different types of concrete foundation

Different types of concrete foundation

Have you ever wondered what kind of foundation types there are available for modern houses? I have and this list is a presentation of that. Before you commit to building foundations and footings, look a bit further for what concrete has to offer.

There are many types of foundations for houses. It’s reasonable that they all have their pros and cons as well. I’ve gathered a few concrete foundation types for comparison down below. One may not be better than another, but for those considering a building or buying it might hold some value.

Concrete block foundation

Concrete block foundation is the first popular type of foundation in the US. Concrete blocks are made out of concrete like poured concrete, only the gravel is smaller. Unlike poured concrete, concrete blocks are hollow. Blocks are stacked like bricks during construction.

When blocks are piled during construction, you can see from top to bottom of hollow parts. Later those will be filled and the wall is solid. Concrete blocks will also be reinforced with steel to provide a stronger structure.

A concrete block foundation has better carry capacity than poured concrete. If the building is heavy, it’s a good option. Seams are the weak point and if not done well or if there form cracks, it can leak water. Poured concrete can crack too if not done well or not maintained well.

Concrete foundation reinforcement

Poured concrete foundation

A poured concrete foundation is another popular foundation type in the US. It’s as good as a concrete block foundation if done well. Personally, I think most of the things can last a long time and it’s a matter of preference which type of foundation is chosen.

It’s reinforced with steel to make it durable against surrounding forces like ground. Before the concrete foundation is poured, the footing has to be done with concrete. Then the wall forms are built upon it and poured. After forms are taken off and concrete has cured, it’s waterproofed so the soil won’t get concrete wet.

Concrete pouring, if done well, is a faster solution than blocks. Forms are relatively fast to set and pouring is also done fast. A vibrating tool has to be used on concrete so there will be no air pockets on the final product and it’s a solid pour. The cost of poured concrete foundation walls is also relatively low so that helps as well.

Concrete slab foundation

A concrete slab foundation is another popular way to set up a foundation for a house. Slab foundation cost is also one of its greatest selling points. It’s one of the cheapest options as it’s literally slab made of concrete.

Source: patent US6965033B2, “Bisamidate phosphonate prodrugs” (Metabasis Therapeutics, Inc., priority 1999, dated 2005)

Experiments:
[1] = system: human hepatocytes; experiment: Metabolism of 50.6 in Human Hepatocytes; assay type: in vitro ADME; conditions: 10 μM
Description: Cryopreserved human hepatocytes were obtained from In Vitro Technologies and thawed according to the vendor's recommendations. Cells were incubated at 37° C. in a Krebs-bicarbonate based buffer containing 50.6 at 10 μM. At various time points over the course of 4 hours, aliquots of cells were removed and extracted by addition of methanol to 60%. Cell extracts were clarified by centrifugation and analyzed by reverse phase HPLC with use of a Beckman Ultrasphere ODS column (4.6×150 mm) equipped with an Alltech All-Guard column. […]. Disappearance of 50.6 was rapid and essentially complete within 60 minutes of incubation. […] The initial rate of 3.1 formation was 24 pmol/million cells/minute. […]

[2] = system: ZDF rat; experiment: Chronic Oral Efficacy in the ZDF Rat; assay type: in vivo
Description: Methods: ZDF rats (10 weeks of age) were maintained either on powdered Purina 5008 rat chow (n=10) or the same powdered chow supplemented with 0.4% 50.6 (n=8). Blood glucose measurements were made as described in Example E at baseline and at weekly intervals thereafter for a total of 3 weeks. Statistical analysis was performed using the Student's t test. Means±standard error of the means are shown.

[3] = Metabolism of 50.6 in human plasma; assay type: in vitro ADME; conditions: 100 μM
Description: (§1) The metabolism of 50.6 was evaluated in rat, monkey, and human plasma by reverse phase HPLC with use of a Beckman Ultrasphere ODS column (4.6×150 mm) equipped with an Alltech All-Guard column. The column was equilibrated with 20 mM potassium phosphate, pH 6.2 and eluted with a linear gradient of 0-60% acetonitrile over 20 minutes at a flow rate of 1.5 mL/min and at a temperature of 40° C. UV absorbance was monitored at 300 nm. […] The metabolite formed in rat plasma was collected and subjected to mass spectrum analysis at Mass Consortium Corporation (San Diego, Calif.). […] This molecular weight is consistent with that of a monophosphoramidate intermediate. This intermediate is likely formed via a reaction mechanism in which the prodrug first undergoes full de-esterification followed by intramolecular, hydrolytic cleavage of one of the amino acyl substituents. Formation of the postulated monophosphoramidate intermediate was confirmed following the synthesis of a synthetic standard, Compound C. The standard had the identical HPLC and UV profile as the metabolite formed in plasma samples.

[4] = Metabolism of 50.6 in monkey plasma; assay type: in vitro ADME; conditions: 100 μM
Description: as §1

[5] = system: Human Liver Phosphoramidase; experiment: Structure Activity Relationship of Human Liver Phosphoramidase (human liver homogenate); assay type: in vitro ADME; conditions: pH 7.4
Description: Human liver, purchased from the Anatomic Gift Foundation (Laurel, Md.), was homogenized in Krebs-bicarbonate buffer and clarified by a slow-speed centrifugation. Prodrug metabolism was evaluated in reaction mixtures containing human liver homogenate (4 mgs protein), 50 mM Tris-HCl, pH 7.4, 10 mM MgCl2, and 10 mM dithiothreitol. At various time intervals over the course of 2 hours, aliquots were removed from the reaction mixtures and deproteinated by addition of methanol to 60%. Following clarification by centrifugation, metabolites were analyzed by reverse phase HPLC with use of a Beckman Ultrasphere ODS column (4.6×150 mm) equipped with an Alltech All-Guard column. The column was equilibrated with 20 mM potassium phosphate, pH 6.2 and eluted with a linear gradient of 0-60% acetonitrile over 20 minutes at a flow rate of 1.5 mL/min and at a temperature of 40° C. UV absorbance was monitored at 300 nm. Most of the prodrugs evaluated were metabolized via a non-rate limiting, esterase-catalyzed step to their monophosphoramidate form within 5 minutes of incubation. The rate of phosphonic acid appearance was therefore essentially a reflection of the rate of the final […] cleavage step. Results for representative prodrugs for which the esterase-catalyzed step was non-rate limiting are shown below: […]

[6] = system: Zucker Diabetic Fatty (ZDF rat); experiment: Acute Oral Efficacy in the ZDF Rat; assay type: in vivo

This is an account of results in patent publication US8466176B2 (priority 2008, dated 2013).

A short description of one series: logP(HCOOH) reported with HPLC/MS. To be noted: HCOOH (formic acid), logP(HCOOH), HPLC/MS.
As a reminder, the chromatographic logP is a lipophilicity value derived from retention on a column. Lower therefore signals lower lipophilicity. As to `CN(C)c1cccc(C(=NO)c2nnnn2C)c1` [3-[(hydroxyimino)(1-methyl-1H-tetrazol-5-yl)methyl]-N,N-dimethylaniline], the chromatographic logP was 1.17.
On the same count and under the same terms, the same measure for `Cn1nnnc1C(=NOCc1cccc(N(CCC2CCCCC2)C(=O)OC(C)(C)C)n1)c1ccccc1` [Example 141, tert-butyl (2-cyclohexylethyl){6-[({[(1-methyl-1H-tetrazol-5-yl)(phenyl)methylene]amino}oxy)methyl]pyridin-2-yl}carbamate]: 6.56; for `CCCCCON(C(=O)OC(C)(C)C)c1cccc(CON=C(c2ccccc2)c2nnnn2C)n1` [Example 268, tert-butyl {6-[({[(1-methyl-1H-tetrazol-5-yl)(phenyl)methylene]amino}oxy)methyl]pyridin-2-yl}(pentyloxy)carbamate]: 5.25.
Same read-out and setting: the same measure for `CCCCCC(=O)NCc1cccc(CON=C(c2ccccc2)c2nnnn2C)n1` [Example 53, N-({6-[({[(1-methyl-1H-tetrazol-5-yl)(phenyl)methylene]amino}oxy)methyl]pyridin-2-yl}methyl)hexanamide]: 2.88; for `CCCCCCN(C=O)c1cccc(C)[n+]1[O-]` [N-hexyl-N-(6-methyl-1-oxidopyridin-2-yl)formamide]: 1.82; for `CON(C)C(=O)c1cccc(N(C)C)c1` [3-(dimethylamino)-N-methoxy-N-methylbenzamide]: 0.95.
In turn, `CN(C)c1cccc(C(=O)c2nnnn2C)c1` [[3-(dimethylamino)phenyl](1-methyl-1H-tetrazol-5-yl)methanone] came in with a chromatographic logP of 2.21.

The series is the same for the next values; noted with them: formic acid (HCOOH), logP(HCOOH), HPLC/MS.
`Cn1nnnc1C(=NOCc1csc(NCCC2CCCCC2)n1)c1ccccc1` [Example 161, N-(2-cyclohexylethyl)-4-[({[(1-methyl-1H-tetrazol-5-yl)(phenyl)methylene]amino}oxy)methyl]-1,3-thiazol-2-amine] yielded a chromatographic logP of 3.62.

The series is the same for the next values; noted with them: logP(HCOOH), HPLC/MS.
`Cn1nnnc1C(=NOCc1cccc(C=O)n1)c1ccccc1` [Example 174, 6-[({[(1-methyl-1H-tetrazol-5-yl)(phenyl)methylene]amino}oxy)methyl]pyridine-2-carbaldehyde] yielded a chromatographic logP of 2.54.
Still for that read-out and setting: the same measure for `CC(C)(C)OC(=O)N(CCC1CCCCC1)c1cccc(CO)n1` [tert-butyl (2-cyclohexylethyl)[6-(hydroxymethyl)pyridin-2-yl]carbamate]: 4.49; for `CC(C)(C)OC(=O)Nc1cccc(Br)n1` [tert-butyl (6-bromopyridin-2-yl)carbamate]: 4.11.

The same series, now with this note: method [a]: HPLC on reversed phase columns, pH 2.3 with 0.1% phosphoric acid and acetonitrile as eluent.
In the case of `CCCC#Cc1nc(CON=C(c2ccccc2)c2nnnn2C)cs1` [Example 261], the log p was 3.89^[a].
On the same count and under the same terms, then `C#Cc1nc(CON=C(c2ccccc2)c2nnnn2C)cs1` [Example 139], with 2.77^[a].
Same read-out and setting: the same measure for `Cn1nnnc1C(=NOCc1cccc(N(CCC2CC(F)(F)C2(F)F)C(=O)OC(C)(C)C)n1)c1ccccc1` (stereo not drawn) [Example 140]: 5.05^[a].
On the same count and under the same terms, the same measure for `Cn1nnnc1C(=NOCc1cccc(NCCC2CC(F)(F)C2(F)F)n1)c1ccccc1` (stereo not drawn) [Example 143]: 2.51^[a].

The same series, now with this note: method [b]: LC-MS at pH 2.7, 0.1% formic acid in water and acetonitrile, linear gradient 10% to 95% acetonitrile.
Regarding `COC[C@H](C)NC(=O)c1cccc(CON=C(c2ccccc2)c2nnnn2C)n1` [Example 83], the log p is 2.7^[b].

If you want to check how to build a concrete foundation, I have a few examples on this site.

A slab foundation is poured as well, so it needs forms around it from wood during curing. The slab is thicker from the outside and thinner from the center. A slab foundation is also poured all at one go and is reinforced with steel or in some other way.

The greatest advantage of slab foundation is probably its slow cost, making it available for many. It’s also a fast way to set a foundation.

It can lower some energy bills like all concrete foundations, but the main fault is probably the possibility of cracking. Slab foundations don’t handle a freezing environment very well, there is a danger of cracking because of that.

I’d not advise on building a slab on grade foundation in cold climates, but wait for the summer if you don’t want to pay for weeks of heating.

Concrete pier foundation

A concrete pier foundation is like its name suggests, a vertical concrete pillar foundation. It can be used when you want your structure off the ground. The house frame, for example, is built upon multiple piers.

There are plastic forms for pouring piers for the foundation. These forms have the footing part on them as well so all can be done in a single pour. Traditional wooden forms can also be used and reinforcing should be done as well.

I see this kind of foundation as good where the ground is wet. It’s also good to take winter temperatures into consideration as frost heaves can potentially move the pillars if not done well. There are footing tubes actually that can at least partially resist this.

Basement foundation

A basement foundation is a foundation that deeper underground and can be as tall as living spaces. That also makes it more expensive when you compare it to other foundations. It can be converted to some kind of living space if done well, which can make it a reasonable investment.